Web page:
Kid-Friendly France

13 January 2015

Of course France is all about its food and world class wine, but Infinity Holidays' manager, Sandra Cavallin has combined the enjoyment of great French produce with a wonderful, educational holiday for the kids.

After attending a family wedding in Italy, Sandra, her husband and two kids aged eight and nine took the train to spend a week in a truly picturesque part of Southern France – Saint-Rémy-de-Provence.

 An olive farm among the ruins.

“Saint-Rémy is a microcosm of all the best bits of France in the most beautiful rural landscape setting,” said Sandra.

“We rented a lovely villa just outside of the village and just walked everywhere, particularly into the heart of the village to pick up our freshly baked French bread or to people watch over a café au lait in the town square. We really did live like locals for that week despite my appalling French.

"In this village in the heart of Provence, we wandered along the boulevards under the shade of century-old plane trees.

 Walking through 100-year-old plane trees

"And we explored the narrow little streets, and discovered squares with fountains. We also tried out many of the cafes and restaurants where they use local products. Mind you, the kids’ favourite place was a really good pizzeria.

"Saint-Rémy is nearby the Massif des Alpilles, now classified as the Parc Naturel Régional des Alpilles (Alpilles Region Natural Park), with the actual town at its base.

"We did have a hire car which was great to do things like the Alpilles (and do organise car hire before you go as it is about a third of the price) but for most activities we preferred walking. Though one day we hired electric bikes and rode a bit further afield, and to this day, the memory of the family riding through such a beautiful part of France will stay with me forever.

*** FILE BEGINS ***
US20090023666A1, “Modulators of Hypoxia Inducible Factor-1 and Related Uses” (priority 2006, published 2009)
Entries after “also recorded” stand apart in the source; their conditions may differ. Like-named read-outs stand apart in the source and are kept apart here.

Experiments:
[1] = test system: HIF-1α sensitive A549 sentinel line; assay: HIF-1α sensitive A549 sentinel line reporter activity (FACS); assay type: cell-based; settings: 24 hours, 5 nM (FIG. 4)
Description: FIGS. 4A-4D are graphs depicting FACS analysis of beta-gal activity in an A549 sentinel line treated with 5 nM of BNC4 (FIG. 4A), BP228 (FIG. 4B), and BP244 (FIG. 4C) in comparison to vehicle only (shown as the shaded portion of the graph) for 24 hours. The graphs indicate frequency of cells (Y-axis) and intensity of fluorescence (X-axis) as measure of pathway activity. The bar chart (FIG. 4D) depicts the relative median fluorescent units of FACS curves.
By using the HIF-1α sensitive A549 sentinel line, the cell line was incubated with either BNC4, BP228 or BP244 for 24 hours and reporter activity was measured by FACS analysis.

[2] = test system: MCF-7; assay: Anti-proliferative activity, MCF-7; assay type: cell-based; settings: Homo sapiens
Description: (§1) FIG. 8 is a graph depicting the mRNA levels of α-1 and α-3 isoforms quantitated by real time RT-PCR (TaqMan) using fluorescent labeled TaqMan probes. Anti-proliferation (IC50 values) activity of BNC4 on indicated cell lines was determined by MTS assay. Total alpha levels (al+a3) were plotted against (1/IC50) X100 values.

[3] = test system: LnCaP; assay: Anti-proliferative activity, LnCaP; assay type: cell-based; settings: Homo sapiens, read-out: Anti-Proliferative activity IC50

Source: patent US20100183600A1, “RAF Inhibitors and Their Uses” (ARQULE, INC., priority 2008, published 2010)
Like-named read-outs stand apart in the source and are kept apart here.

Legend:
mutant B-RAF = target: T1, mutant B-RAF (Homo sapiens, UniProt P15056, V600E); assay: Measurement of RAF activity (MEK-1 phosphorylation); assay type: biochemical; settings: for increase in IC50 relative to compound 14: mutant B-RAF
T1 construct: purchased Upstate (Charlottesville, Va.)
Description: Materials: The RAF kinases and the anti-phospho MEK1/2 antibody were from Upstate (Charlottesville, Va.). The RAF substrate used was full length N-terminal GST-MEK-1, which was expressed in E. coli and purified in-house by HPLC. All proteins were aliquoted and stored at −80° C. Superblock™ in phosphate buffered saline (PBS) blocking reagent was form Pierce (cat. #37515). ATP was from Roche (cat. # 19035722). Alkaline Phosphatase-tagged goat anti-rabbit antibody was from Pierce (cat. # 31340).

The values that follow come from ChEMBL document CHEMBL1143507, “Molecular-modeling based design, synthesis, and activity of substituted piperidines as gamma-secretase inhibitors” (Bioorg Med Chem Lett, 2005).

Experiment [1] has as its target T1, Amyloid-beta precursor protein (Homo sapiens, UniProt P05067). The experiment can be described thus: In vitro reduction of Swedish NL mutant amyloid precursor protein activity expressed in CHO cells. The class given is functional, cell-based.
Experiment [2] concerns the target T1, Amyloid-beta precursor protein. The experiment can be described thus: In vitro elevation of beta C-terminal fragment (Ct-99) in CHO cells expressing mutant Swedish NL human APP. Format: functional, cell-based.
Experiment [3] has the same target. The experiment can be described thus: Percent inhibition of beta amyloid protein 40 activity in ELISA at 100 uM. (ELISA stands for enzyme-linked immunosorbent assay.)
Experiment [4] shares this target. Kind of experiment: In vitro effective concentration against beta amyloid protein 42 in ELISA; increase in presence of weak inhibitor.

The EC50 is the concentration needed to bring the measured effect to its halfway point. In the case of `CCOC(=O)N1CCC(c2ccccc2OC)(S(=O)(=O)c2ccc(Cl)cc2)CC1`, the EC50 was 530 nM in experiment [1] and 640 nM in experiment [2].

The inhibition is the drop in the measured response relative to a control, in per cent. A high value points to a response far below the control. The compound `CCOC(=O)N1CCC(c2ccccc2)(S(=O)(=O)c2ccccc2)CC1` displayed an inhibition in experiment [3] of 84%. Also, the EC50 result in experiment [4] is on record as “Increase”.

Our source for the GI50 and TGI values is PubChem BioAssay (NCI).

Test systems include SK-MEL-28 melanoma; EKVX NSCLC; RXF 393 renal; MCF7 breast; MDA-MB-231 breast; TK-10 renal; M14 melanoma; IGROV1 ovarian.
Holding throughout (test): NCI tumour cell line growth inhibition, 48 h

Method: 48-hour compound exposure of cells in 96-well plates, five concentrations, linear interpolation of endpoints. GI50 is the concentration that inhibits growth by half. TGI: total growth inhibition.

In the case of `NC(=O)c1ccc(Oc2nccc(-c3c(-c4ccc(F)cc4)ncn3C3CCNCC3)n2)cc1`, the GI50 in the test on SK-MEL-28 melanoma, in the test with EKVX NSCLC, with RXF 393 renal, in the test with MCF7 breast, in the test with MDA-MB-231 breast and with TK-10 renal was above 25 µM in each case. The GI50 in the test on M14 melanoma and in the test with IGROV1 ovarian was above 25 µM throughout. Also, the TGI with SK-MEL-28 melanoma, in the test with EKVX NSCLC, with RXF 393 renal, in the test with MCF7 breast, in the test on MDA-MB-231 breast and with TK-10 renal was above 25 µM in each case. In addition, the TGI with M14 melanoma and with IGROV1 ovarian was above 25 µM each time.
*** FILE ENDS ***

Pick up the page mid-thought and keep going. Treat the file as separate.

Biking around was just the best.

“I chose Saint-Rémy because I really wanted a rural setting and I got that plus so much more. You get wonderful food, restaurants and shopping, and all in an environment of beautifully preserved architecture with landscapes that come straight out of an Impressionist painting.

"I am a bit of a history buff too and Saint-Rémy has a real concentration of history of all types. I took the family to the Alpilles Museum which is housed in the Hotel Mistral de Mondragon, a former mansion from the Renaissance right in the heart of the town."

The museum covers a huge swathe of time and explains how the landscape, both natural and human, came to be in its current state. You get to walk back in time and space and learn about the Hypselosaurus, friendly dinosaur who once frequented the region, and of course dinosaurs are always popular draw card for kids.

"We also spent some time at the Glanum site which was inhabited by the native population from about 500 BCE, then by the Greeks and later it was colonised by Rome, from the 1st century BCE to the 3rd century CE,” said Sandra.

 Plenty of Roman architecture.

Glanum became a substantial Roman colony, and there are a large number of preserved roman buildings that characterise the cities of Imperial Rome along a central road just outside the town.

 The Great Master.

Saint-Rémy is also the town that has the monastery where Vincent van Gogh stayed from May 1889 to May 1890.

The Saint-Paul de Mausole is a great example of Provencal Romanesque art, with one wing telling the story of when Vincent van Gogh was committed to Saint-Paul as a psychiatric patient.

“It was a great place to visit with the kids as you get to visit the reconstruction of the artist’s room. In the Van Gogh Field, you see more than 20 large-scale reproductions of Van Gogh’s most famous paintings on the actual site where they were created.

"I hold that trip dear to me because we got to do so much between the history, great food and beautiful surroundings, and importantly we all collected some truly beautiful family memories.

 Kids dining a la France.

"I think the thing that I enjoyed most was doing really simple things with the family, but in European style – and for the whole week, there wasn’t an iPad in sight!”

Tara Young

The experience of travel changes a person. I see my job as highlighting what amazing travel opportunities there are to broaden your knowledge of that great big world beyond your doorstep and what you may learn about yourself on the way.